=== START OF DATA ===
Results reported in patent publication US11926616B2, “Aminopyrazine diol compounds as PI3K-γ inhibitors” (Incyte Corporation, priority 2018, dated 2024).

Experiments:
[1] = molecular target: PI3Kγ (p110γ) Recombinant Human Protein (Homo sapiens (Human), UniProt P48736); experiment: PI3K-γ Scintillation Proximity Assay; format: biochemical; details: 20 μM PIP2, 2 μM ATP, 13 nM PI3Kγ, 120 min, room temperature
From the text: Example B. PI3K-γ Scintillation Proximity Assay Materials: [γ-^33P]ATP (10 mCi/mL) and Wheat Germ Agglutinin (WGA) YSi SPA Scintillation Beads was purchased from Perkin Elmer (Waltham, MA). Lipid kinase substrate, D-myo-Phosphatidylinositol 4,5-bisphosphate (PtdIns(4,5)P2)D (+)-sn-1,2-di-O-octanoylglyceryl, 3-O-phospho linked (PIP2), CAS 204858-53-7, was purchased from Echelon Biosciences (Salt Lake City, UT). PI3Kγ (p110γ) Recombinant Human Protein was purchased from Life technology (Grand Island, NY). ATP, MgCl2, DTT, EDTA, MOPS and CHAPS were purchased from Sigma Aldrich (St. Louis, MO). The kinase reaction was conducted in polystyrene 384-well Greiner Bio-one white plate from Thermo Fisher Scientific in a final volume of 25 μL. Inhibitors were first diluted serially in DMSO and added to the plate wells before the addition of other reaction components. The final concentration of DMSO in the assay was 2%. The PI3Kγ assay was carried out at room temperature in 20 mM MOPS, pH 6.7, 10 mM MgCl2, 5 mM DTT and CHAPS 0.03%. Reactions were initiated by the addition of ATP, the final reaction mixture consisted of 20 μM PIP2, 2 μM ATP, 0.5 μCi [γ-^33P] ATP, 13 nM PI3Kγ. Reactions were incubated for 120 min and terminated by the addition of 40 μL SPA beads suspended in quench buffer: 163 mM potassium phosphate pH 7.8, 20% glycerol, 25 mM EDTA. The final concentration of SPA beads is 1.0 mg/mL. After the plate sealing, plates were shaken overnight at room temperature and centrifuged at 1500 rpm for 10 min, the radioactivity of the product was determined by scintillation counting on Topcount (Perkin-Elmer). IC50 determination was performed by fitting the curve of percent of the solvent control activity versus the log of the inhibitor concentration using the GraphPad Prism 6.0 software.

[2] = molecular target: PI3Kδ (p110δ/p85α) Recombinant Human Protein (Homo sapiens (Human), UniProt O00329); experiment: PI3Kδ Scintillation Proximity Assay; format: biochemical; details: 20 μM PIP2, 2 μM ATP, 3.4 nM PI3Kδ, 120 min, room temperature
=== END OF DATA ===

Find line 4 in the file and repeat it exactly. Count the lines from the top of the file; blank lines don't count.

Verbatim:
From the text: Example B. PI3K-γ Scintillation Proximity Assay Materials: [γ-^33P]ATP (10 mCi/mL) and Wheat Germ Agglutinin (WGA) YSi SPA Scintillation Beads was purchased from Perkin Elmer (Waltham, MA). Lipid kinase substrate, D-myo-Phosphatidylinositol 4,5-bisphosphate (PtdIns(4,5)P2)D (+)-sn-1,2-di-O-octanoylglyceryl, 3-O-phospho linked (PIP2), CAS 204858-53-7, was purchased from Echelon Biosciences (Salt Lake City, UT). PI3Kγ (p110γ) Recombinant Human Protein was purchased from Life technology (Grand Island, NY). ATP, MgCl2, DTT, EDTA, MOPS and CHAPS were purchased from Sigma Aldrich (St. Louis, MO). The kinase reaction was conducted in polystyrene 384-well Greiner Bio-one white plate from Thermo Fisher Scientific in a final volume of 25 μL. Inhibitors were first diluted serially in DMSO and added to the plate wells before the addition of other reaction components. The final concentration of DMSO in the assay was 2%. The PI3Kγ assay was carried out at room temperature in 20 mM MOPS, pH 6.7, 10 mM MgCl2, 5 mM DTT and CHAPS 0.03%. Reactions were initiated by the addition of ATP, the final reaction mixture consisted of 20 μM PIP2, 2 μM ATP, 0.5 μCi [γ-^33P] ATP, 13 nM PI3Kγ. Reactions were incubated for 120 min and terminated by the addition of 40 μL SPA beads suspended in quench buffer: 163 mM potassium phosphate pH 7.8, 20% glycerol, 25 mM EDTA. The final concentration of SPA beads is 1.0 mg/mL. After the plate sealing, plates were shaken overnight at room temperature and centrifuged at 1500 rpm for 10 min, the radioactivity of the product was determined by scintillation counting on Topcount (Perkin-Elmer). IC50 determination was performed by fitting the curve of percent of the solvent control activity versus the log of the inhibitor concentration using the GraphPad Prism 6.0 software.